Enter Mindhorn blind and you might be surprised at just how starry the, Sean Foley directed, production’s cast list is. Without giving away the full roster (including one particularly rib-tickling cameo), Andrea Riseborough – so powerful in Channel 4’s National Treasure – holds a prime billing here, as does Steve Coogan – whose production company, Baby Cow, has associate credits too. From The Mighty Boosh, meanwhile, Julian Barratt takes the lead role of Richard Thorncroft, the washed-up former star of hit eighties, Isle of Man cop-drama: ‘Mindhorn’. Thorncroft’s career, once so promising as to boast merchandise, has hit the rocks since then and his agent (Harriet Walter) has all but given up of him. This is, of course, predominantly due to Thorncroft’s penchant for offending both his co-stars and the entire population of the Isle of Man alike. An infamous interview having proved particularly damning: ‘We’ve never forgotten what you said about us on Wogan’. The epitome of his fall from grace is that he now even suffers from the indignity of having been replaced by John Nettles in adverts for thrombosis socks. To add insult to injury, Thorncroft’s lost weight in his hair and found it in his waist.
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In many ways, Guardians of the Galaxy Vol. 2 feels like the superhero film that its director, James Gunn, always wanted to make. Back in 2014, the first in this soon-to-be-trilogy was widely regarded as a bit of a risk for Marvel, its titular protagonists being a lesser known team of heroes than the Avengers. It did, however – aiming squarely for a joie-de-vive tone and a whole galaxy of mainstream fun – prove to be a rip roaring success. Such features are largely carried over into Vol. 2 (does this mean Guardians of the Galaxy is retrospectively Vol.1 now?), yet, with a soundtrack drawn more deeply from the nostalgia catalogue than the recognisable hits that peppered the former and a focus on character development over heightened stakes, Gunn’s is a more prominent and untethered directorial hand this time around.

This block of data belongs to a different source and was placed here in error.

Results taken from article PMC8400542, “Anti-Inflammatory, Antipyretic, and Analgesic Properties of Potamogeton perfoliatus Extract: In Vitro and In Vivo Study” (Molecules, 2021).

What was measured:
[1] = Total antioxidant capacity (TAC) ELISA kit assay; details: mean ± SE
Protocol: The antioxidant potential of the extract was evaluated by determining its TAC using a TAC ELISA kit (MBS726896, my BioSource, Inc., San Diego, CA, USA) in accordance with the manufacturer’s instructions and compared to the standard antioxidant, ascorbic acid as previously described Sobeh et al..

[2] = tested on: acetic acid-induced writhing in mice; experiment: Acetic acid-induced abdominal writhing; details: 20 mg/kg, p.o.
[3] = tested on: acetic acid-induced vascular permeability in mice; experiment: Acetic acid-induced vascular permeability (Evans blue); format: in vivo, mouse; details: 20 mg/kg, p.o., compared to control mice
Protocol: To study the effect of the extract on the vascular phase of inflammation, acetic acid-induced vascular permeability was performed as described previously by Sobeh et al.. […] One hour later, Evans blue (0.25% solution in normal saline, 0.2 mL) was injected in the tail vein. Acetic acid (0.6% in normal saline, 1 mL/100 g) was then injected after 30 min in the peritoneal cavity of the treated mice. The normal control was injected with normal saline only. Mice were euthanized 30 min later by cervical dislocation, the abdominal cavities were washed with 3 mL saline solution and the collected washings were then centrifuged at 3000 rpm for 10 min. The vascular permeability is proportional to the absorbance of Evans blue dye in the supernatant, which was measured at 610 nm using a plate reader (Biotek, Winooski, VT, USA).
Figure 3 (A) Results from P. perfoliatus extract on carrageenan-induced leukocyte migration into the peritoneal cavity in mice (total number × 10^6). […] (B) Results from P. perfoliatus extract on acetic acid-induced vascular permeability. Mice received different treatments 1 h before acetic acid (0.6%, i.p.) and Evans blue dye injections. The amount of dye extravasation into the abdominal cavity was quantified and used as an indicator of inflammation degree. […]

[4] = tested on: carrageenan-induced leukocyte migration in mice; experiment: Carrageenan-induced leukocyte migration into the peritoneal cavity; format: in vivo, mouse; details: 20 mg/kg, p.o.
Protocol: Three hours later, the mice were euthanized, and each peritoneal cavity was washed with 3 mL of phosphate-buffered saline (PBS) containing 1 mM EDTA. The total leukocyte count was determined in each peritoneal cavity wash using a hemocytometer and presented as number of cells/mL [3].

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It’s surprising just how unnerving it feels to be watching Jim Broadbent in a – relatively – sedate role. Usually the embodiment of joviality in his work, The Sense of an Ending sees Broadbent unveil a performance which is painstakingly controlled, and fastidiously measured to the point of nuance. Not that this unexpected from the award winning star of Iris and Moulin Rouge, but it is certainly a welcome shift in tone from an actor normally typecast as beaming, booming and bumbling.
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There are a great number of cinematic obstacles that Ronnie Thompson’s The Hatton Garden Job utterly fails to navigate in the process of transforming 2015’s so-called ‘largest burglary in English legal history’ into a caper-y heist romp for the big screen. First and foremost is that common issue of how to stir in the audience a sense tension and intrigue within a story that’s outcome lingers so freshly in the memory. Furthermore, how does said film deal with the gaps for a news event in which the detail remains still shrouded in mystery? Finally, of course, there remains the problem of how to make twenty minutes of drilling remotely engaging.